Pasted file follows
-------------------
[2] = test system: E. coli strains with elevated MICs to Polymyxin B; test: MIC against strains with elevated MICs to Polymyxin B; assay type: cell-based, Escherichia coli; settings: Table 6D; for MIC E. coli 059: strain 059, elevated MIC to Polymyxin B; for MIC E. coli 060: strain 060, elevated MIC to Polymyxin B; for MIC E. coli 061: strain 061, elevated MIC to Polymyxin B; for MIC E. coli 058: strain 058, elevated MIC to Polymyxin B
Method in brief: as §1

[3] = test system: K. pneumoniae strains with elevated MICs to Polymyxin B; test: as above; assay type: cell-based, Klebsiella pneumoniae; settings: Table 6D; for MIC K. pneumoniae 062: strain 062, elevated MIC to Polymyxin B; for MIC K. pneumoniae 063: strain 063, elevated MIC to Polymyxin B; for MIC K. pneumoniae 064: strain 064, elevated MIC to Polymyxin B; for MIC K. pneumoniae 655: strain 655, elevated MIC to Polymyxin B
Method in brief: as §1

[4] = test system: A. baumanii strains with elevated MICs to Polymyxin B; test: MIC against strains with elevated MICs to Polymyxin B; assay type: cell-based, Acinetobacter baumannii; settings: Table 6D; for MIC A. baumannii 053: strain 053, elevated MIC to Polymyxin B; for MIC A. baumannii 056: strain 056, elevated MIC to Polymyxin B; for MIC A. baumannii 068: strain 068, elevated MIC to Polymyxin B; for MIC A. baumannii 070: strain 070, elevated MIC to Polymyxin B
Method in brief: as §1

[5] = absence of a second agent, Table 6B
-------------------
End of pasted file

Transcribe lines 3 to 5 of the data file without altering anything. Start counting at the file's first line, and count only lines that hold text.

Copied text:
[3] = test system: K. pneumoniae strains with elevated MICs to Polymyxin B; test: as above; assay type: cell-based, Klebsiella pneumoniae; settings: Table 6D; for MIC K. pneumoniae 062: strain 062, elevated MIC to Polymyxin B; for MIC K. pneumoniae 063: strain 063, elevated MIC to Polymyxin B; for MIC K. pneumoniae 064: strain 064, elevated MIC to Polymyxin B; for MIC K. pneumoniae 655: strain 655, elevated MIC to Polymyxin B
Method in brief: as §1

[4] = test system: A. baumanii strains with elevated MICs to Polymyxin B; test: MIC against strains with elevated MICs to Polymyxin B; assay type: cell-based, Acinetobacter baumannii; settings: Table 6D; for MIC A. baumannii 053: strain 053, elevated MIC to Polymyxin B; for MIC A. baumannii 056: strain 056, elevated MIC to Polymyxin B; for MIC A. baumannii 068: strain 068, elevated MIC to Polymyxin B; for MIC A. baumannii 070: strain 070, elevated MIC to Polymyxin B